Poisson distribution is a classical distribution that often appears in mathematical finance, like in jump diffusion. In this article, I will present an efficient simulation method under the constraint to use only one random variate per simulation.

This constraint is useful when using low-discrepancy sequence for instance.

The Poisson distribution with parameter $\lambda$ is a discrete probability distribution, with positive values and whose probability mass function is given by \[ f(k, \lambda) = \mathbf P(P = k) = \frac{\lambda^ke^{-\lambda}}{k!} \]

Its mean $\mu_P(\lambda)$ is $\lambda$ and its variance $\sigma_P(\lambda)^2$ is $\lambda$. For the following, we provide also its skewness $S_P(\lambda)$ and its excess kurtosis $K_P(\lambda)$:

\begin{align*}
S_P(\lambda) & = \mathbf E\left[\left(\frac{P - \mu_P(\lambda)}{\sigma_P(\lambda)}\right)^3\right] = \lambda^{-1/2}\

K_P(\lambda) & = \mathbf E\left[\left(\frac{P - \mu_P(\lambda)}{\sigma_P(\lambda)}\right)^4\right] - 3 = \lambda^{-1}
\end{align*}

We note that Poisson variable (with parameters $\lambda$) can also be seen as the value at $t = 1$ of a counting process whose jumps are of size 1 and whose jump time are separated by an exponential distribution (with parameters $\lambda$).

Let $N$ be such a process, with $(\tau_i)_{i \geq 0}$ its jump times. $\forall i \geq 1, \tau_i - \tau_{i - 1} = E_i$ where $E_i \sim exp(\lambda)$. Then, $N(t) = \sum_{\tau_i \lt t} 1$ and $\tau_i = \sum_{j=0}^i E_j$. We have $P \buildrel \mathcal L \over = N(1)$

This remark provides a first idea to create a naive Poisson distribution simulation method (the exponential distribution is easy to simulate).

Using the previous remark, we can easily provide an algorithm to simulate the Poisson distribution:

1 2 3 4 5 6 7 8 9 | tau = 0 N = -1 while (tau <= 1) { E = simulate_exp(lambda) tau = Tau + E N = N + 1 } N |

But this algorithm violates our constraint. Indeed, most of the time we will simulate more than one random variable. Additionally, we don’t even know in advance how many variables we need.

Let's return to our constraint. The easier way to respect it is to use inversion algorithm. In this case, we have to simulate only one uniform variable per Poisson variable. Let $F$ be the cumulative distribution function of a discrete variable (and $f$ its probability mass function), $q$ the quantile function of $F$ defined by \[ q(u) = inf\{ k \in \mathbf N, u \leq F(k) \} \]

and let $U$ be a uniform variable. Then, $q(U)$ is $F$ distributed.

We can then apply this result to our case, and have a good idea to start. Now, the difficulty is to find an efficient way to compute the cumulative distribution function
of a Poisson distribution. As we are still in the "naive simulation methods" part, we will see the most basic way to achieve this goal that will be used to benchmark the efficient solution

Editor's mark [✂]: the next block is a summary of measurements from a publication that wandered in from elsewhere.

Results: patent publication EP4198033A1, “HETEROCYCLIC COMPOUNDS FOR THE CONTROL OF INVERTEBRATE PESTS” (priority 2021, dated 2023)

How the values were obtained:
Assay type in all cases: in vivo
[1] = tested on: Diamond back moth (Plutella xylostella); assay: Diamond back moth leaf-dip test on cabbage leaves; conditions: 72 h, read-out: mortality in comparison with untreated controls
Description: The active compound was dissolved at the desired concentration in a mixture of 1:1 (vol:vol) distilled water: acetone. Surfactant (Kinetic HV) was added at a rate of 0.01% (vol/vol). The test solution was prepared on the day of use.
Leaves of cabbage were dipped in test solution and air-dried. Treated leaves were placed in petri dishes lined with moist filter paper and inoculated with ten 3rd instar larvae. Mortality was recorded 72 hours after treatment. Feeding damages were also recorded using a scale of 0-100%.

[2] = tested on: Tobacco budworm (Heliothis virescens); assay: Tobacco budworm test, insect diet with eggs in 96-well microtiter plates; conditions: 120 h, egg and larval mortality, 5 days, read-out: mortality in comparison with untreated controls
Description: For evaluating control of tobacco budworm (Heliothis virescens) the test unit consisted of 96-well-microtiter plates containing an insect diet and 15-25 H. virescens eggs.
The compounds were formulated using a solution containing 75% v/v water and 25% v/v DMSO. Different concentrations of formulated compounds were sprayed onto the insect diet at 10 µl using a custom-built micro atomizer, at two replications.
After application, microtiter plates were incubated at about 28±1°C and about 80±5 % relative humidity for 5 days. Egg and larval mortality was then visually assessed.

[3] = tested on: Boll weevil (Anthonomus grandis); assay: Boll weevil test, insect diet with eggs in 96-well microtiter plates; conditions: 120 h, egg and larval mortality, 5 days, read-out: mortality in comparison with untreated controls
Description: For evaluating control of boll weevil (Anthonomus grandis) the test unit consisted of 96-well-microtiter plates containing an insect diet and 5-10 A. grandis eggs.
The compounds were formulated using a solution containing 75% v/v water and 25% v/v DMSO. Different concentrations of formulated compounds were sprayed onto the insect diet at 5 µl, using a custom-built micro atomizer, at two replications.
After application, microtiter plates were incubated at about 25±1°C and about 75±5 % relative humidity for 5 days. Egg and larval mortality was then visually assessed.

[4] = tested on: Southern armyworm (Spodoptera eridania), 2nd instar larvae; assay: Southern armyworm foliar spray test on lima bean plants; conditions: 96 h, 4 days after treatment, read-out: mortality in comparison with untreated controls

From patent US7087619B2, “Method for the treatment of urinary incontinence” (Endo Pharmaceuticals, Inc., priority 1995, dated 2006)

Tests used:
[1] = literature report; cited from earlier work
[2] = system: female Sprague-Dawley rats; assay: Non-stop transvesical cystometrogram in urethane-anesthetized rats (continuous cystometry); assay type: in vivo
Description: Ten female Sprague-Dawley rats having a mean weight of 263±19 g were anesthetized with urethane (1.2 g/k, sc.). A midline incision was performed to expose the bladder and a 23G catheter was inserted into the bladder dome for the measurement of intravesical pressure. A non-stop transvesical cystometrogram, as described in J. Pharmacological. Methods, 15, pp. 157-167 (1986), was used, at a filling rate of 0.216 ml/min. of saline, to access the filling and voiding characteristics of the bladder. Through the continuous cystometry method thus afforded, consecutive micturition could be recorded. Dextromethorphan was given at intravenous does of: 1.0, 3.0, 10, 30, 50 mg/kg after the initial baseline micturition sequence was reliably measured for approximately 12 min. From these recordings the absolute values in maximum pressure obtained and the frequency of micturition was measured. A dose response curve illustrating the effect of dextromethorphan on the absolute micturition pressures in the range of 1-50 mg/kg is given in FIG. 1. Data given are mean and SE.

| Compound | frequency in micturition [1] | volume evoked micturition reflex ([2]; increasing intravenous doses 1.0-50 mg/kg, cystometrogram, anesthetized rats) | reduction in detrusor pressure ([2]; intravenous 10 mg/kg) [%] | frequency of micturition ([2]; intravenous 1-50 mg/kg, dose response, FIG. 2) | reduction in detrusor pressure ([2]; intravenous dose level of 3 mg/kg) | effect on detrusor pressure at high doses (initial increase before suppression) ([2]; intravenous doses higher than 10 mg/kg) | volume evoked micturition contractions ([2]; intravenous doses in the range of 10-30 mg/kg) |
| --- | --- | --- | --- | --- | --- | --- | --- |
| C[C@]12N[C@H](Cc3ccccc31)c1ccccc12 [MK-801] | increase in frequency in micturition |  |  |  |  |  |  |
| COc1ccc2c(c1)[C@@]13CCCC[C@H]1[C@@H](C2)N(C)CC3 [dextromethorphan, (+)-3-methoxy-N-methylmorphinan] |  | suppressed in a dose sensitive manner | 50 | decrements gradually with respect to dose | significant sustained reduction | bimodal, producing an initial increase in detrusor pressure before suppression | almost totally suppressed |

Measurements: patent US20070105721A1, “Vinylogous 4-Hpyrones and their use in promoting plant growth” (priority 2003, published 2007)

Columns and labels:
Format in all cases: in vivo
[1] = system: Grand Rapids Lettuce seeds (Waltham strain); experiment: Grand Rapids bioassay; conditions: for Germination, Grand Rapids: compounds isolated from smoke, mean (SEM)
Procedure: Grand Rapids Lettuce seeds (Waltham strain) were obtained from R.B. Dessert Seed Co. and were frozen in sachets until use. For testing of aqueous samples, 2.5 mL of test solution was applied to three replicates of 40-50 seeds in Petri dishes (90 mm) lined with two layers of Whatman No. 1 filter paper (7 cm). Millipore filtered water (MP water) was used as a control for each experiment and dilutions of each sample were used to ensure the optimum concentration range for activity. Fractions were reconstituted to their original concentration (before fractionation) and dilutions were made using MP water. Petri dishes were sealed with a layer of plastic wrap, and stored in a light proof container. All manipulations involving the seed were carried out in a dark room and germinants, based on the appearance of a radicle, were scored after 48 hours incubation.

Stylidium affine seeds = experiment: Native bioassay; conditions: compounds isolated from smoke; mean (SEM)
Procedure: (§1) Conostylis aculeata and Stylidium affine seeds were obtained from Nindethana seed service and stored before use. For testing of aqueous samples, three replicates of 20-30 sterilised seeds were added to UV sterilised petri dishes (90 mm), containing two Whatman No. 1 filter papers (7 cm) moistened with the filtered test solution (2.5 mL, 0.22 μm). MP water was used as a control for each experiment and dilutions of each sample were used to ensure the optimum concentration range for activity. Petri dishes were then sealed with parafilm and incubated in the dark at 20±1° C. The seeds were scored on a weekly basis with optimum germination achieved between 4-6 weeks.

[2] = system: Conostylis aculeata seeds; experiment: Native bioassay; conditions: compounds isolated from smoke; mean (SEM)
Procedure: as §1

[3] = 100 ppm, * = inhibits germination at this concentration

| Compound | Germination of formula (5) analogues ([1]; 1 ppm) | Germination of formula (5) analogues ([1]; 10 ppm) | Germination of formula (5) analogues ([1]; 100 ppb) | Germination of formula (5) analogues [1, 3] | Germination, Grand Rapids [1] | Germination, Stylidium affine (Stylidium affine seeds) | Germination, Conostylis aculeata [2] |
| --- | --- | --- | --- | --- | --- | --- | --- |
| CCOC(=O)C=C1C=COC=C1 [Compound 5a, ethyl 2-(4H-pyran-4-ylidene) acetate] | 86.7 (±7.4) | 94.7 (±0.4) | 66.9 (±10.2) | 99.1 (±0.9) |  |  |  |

we will propose later. To do that, we simply compute the quantile function using a basic search from $k = 0$ until $F(k - 1, \lambda) \lt u \leq F(k, \lambda)$, or just until
$u \leq F(k, \lambda)$ (as we perform an increasing search, and $F$ is an increasing function).
We use $F(k, \lambda) = F(k - 1, \lambda) + f(k, \lambda)$ to efficiently compute $F(k, \lambda)$ and $f(k, \lambda) = \frac{\lambda}{k}f(k - 1, \lambda)$. We propose
then the following algorithm to compute (**N**aive **S**imulation):

1 2 3 4 5 6 7 8 9 10 11 12 13 | Q = function(lambda, u) { f = exp (-lambda) F = f k = 1 while (F < u) { f = lambda / k * f F = F + f k = k + 1 } k - 1 } |

The expected complexity of this algorithm is $\mu_P(\lambda) = \lambda$ (the number of iterations is a Poisson random variable). Then, the bigger $\lambda$ is, the less efficient this algorithm is.

The proposed method is still based on a research of $k$ such that $F(k - 1, \lambda) \lt u \leq F(k, \lambda)$, but now instead of starting at $k = 0$, we start at $k = \bar q_{\lambda}(u)$, where $\bar q_{\lambda}$ is an easily computable approximation of the quantile function of a Poisson law with parameter $\lambda$. Such an approximation can be found using the Cornish-Fisher expansion.

The Cornish-Fisher expansion is a formula that approximates quantile (or realization) of any variable using standard Gaussian variable, based on the cumulant. In our case, we use the approximation with the 4 first cumulants, what leads to:

[ X \approx Z + (Z^2 - 1)\frac{S_X}{6} + (Z^3 - 3Z)\frac{K_X}{24} - (2Z^3 - 5Z)\frac{S_X^2}{36} ]

where $X$ is a variable we want to approximate with $0$ mean and $1$ variance, $Z$ a standard Gaussian variable, $S_X$ the skewness of $X$ and $K_X$ the excess kurtosis of $X$. This formula can be adapted with $Y$ with $\mu_Y$ mean and $\sigma_Y^2$ variance, applying the formula to $X = \frac{Y - \mu_Y}{\sigma_Y}$, and using the fact that skewness and excess kurtosis are invariant by affine transformation:

\begin{align*}
\frac{Y - \mu_Y}{\sigma_Y} & \approx Z + (Z^2 - 1)\frac{S_Y}{6} + (Z^3 - 3Z)\frac{K_Y}{24} - (2Z^3 - 5Z)\frac{S_Y^2}{36}\